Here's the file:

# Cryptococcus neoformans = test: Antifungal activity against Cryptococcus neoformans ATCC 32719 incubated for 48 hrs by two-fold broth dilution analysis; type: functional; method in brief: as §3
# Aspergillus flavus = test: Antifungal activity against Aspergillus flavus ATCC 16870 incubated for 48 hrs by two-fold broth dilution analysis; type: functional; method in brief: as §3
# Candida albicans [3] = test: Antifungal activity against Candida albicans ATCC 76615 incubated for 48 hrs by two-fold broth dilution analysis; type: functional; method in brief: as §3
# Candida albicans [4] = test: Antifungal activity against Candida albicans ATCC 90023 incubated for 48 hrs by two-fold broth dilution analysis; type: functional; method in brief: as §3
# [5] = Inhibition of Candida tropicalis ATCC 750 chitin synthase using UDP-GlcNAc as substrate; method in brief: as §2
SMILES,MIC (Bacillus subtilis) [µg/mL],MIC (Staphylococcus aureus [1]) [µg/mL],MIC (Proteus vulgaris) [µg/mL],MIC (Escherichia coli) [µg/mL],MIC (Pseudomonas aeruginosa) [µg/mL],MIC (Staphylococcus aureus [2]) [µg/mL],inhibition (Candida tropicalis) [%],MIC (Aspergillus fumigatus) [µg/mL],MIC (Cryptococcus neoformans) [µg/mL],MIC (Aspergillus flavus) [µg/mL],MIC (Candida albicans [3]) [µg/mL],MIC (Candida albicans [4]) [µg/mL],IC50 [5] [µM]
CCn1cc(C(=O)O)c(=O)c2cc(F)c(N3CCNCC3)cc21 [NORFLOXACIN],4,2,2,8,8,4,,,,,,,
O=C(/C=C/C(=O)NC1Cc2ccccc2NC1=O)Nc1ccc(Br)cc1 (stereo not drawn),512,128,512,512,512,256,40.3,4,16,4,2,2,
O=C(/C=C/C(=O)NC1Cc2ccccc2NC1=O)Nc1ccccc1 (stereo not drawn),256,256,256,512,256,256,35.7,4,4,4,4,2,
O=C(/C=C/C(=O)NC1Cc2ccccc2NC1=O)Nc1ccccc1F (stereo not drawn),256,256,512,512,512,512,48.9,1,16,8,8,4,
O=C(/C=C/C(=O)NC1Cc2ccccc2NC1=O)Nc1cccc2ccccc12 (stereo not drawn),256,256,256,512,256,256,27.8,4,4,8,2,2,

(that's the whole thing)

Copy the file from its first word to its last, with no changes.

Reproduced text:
# Cryptococcus neoformans = test: Antifungal activity against Cryptococcus neoformans ATCC 32719 incubated for 48 hrs by two-fold broth dilution analysis; type: functional; method in brief: as §3
# Aspergillus flavus = test: Antifungal activity against Aspergillus flavus ATCC 16870 incubated for 48 hrs by two-fold broth dilution analysis; type: functional; method in brief: as §3
# Candida albicans [3] = test: Antifungal activity against Candida albicans ATCC 76615 incubated for 48 hrs by two-fold broth dilution analysis; type: functional; method in brief: as §3
# Candida albicans [4] = test: Antifungal activity against Candida albicans ATCC 90023 incubated for 48 hrs by two-fold broth dilution analysis; type: functional; method in brief: as §3
# [5] = Inhibition of Candida tropicalis ATCC 750 chitin synthase using UDP-GlcNAc as substrate; method in brief: as §2
SMILES,MIC (Bacillus subtilis) [µg/mL],MIC (Staphylococcus aureus [1]) [µg/mL],MIC (Proteus vulgaris) [µg/mL],MIC (Escherichia coli) [µg/mL],MIC (Pseudomonas aeruginosa) [µg/mL],MIC (Staphylococcus aureus [2]) [µg/mL],inhibition (Candida tropicalis) [%],MIC (Aspergillus fumigatus) [µg/mL],MIC (Cryptococcus neoformans) [µg/mL],MIC (Aspergillus flavus) [µg/mL],MIC (Candida albicans [3]) [µg/mL],MIC (Candida albicans [4]) [µg/mL],IC50 [5] [µM]
CCn1cc(C(=O)O)c(=O)c2cc(F)c(N3CCNCC3)cc21 [NORFLOXACIN],4,2,2,8,8,4,,,,,,,
O=C(/C=C/C(=O)NC1Cc2ccccc2NC1=O)Nc1ccc(Br)cc1 (stereo not drawn),512,128,512,512,512,256,40.3,4,16,4,2,2,
O=C(/C=C/C(=O)NC1Cc2ccccc2NC1=O)Nc1ccccc1 (stereo not drawn),256,256,256,512,256,256,35.7,4,4,4,4,2,
O=C(/C=C/C(=O)NC1Cc2ccccc2NC1=O)Nc1ccccc1F (stereo not drawn),256,256,512,512,512,512,48.9,1,16,8,8,4,
O=C(/C=C/C(=O)NC1Cc2ccccc2NC1=O)Nc1cccc2ccccc12 (stereo not drawn),256,256,256,512,256,256,27.8,4,4,8,2,2,